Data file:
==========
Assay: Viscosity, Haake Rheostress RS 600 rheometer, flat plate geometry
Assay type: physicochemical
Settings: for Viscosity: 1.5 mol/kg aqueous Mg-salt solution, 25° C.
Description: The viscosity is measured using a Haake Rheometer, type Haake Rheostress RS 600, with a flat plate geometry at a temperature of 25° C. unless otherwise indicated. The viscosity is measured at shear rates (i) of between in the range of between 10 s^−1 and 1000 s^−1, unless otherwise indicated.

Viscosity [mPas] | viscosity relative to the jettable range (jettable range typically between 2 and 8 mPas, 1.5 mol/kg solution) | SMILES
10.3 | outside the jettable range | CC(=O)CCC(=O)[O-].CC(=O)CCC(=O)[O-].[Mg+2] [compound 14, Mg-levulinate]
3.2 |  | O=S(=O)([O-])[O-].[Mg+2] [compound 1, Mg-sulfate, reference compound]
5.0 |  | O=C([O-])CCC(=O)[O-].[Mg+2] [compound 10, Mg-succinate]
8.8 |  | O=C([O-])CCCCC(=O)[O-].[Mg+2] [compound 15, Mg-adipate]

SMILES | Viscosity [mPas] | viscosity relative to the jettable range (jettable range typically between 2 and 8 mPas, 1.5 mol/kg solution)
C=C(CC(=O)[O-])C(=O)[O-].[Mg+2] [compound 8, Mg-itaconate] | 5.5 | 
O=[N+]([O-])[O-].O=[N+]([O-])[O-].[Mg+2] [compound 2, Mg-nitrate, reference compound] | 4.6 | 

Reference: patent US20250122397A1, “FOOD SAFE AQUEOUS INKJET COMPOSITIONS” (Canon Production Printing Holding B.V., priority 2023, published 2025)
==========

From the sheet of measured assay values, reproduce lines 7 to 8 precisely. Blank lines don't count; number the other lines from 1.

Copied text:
3.2 |  | O=S(=O)([O-])[O-].[Mg+2] [compound 1, Mg-sulfate, reference compound]
5.0 |  | O=C([O-])CCC(=O)[O-].[Mg+2] [compound 10, Mg-succinate]